Big Data Storms the Cloud
It's a perfect fit and it isn't a new trend, but Big Data's migration to the cloud seems to be accelerating recently.
The advantage of running your Big Data analytics in the cloud rather than on-premises -- especially for smaller companies with constrained resources -- are numerous and well-known. Oracle Corp. summed up some of the major business drivers in an article titled "Trends in Cloud Computing: Big Data's New Home":
- Cost reduction
- Reduced overhead
- Rapid provisioning/time to market
"Cloud computing provides enterprises cost-effective, flexible access to Big Data's enormous magnitudes of information," Oracle stated. "Big Data on the cloud generates vast amounts of on-demand computing resources that comprehend best practice analytics. Both technologies will continue to evolve and congregate in the future."
In fact, they will evolve to the tune of a $69 billion private cloud storage market
by 2018, predicted Technology Business Research. That's why the Big Data migration to the cloud is picking up pace recently -- everybody wants a piece of the multi-billion-dollar pie.
As Infochips predicted early last year: "Cloud will become a large part of Big Data deployment -- established by a new cloud ecosystem."
The following moves by industry heavyweights in just the past few weeks show how that ecosystem is shaping up:
IBM last week added a new Big Data service, IBM Navigator on Cloud, to its IBM Cloud marketplace. With a reported 2.5 billion gigabytes of data being generated every day, IBM said the new Big Data service will help organizations more easily secure, access and manage data content from anywhere and on any device.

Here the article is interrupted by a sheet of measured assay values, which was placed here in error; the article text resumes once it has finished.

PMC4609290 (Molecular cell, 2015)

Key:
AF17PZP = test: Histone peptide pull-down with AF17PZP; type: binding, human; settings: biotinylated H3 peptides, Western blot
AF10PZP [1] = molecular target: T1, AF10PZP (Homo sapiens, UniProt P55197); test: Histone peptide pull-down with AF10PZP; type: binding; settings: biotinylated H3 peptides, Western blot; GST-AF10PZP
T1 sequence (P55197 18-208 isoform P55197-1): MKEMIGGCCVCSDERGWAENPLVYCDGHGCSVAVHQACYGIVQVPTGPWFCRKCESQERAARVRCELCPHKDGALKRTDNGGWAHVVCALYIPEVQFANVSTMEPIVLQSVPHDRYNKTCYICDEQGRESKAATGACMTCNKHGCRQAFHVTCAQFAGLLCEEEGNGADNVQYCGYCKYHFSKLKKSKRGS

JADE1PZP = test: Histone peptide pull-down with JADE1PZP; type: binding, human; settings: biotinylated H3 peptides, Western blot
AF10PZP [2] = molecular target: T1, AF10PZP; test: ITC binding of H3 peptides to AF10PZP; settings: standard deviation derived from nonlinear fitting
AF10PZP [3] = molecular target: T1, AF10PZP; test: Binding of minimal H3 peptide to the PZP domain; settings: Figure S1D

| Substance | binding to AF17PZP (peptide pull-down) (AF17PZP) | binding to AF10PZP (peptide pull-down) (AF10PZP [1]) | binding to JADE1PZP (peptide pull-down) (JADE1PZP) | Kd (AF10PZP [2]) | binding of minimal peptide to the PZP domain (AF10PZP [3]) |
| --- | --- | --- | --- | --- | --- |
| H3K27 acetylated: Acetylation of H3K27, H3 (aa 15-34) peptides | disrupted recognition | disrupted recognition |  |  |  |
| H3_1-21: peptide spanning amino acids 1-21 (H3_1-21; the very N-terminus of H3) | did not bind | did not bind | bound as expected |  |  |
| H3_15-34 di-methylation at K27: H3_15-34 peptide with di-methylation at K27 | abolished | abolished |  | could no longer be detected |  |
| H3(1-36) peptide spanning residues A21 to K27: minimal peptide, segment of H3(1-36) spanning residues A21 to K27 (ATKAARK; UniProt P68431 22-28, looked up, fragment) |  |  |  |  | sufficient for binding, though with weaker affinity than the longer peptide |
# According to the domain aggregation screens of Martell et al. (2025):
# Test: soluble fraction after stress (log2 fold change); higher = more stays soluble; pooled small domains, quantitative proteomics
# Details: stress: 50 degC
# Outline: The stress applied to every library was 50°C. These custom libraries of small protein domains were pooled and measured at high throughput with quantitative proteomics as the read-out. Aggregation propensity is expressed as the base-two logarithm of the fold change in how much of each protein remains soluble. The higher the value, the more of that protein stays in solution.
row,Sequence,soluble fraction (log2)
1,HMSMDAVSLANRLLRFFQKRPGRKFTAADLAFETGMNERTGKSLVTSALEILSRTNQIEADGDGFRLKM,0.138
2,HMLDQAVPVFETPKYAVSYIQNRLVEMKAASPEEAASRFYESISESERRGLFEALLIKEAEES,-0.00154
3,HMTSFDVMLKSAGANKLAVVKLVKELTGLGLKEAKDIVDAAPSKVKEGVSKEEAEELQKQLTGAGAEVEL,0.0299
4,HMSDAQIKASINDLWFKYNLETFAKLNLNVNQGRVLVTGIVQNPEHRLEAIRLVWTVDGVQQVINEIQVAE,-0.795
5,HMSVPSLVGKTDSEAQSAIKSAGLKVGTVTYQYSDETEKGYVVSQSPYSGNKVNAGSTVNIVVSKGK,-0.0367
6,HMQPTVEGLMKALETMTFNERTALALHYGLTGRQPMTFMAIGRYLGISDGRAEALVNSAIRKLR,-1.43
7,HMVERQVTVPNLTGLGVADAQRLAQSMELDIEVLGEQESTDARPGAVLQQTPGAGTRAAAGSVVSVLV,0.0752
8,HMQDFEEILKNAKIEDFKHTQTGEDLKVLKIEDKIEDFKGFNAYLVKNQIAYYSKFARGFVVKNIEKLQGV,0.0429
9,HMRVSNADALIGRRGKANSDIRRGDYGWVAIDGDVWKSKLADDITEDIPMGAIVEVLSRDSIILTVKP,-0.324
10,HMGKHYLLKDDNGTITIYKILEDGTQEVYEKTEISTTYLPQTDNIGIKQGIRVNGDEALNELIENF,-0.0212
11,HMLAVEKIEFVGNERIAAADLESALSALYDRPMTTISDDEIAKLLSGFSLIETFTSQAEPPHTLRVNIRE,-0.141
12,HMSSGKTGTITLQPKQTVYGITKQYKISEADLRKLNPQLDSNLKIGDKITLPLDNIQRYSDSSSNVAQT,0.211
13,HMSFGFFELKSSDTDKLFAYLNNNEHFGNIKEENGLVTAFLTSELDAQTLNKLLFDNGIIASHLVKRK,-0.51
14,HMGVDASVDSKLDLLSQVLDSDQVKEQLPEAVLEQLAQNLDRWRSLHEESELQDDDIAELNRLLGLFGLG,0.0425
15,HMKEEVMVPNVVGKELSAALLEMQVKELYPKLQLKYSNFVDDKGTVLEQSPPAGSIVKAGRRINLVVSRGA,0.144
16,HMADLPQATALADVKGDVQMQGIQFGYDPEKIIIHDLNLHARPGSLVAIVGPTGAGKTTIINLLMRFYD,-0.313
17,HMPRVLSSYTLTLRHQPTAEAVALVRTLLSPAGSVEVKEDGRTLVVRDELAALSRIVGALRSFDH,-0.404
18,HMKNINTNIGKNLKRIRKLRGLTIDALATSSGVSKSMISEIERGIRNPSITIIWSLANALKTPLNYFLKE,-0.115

"Using this new service will allow knowledge workers to do their jobs more effectively and collaboratively by synchronizing and making the content they need available on any browser, desktop and mobile device they use every day, and to apply it in the context of key business processes," the company said.
The new service joined other recent Big Data initiatives by IBM, such as IBM Concert, which offers mobile, cloud-based, Big Data analytics.
Google Inc. last month announced Google Cloud Dataflow, "a fully managed service for creating data pipelines that ingest, transform and analyze data in both batch and streaming modes."
The new service is a successor to MapReduce, a programming paradigm and associated implementation created by Google that was a core component of the original Hadoop ecoystem that was limited to batch processing and came under increasing criticism as Big Data tools became more sophisticated.
"Cloud Dataflow makes it easy for you to get actionable insights from your data while lowering operational costs without the hassles of deploying, maintaining or scaling infrastructure," Google said. "You can use Cloud Dataflow for use cases like ETL, batch data processing and streaming analytics, and it will automatically optimize, deploy and manage the code and resources required."
EMC Corp. on Tuesday acquired TwinStrata, a Big Data cloud storage company. The acquisition gives traditional storage EMC access to TwinStrata's CloudArray cloud-integrated storage technology.
That was just one of a recent spate of moves to help EMC remain competitive in the new world of cloud-based Big Data. For example, when the company announced an upgrade of its VMAX suite of data storage products for big companies, The Wall Street Journal reported: "Facing Pressure from Cloud, EMC Turns Data Storage into Service."
The same day, EMC announced "a major upgrade to EMC Isilon OneFS, new Isilon platforms and new solutions that reinforce the industry's first enterprise-grade, scale-out Data Lake." But wait, there's more: EMC also yesterday announced "significant new product releases across its Flash, enterprise storage and Scale-Out NAS portfolios" to help organizations "accelerate their journey to the hybrid cloud."
EMC's plethora of Big Data/cloud announcements make it clear where the company is placing its bets. As financial site Seeking Alpha reported: "EMC Corporation: Big Data and Cloud Computing Are the Future."
That was in March, and the future is now.
Posted by David Ramel on 07/10/2014 at 2:37 PM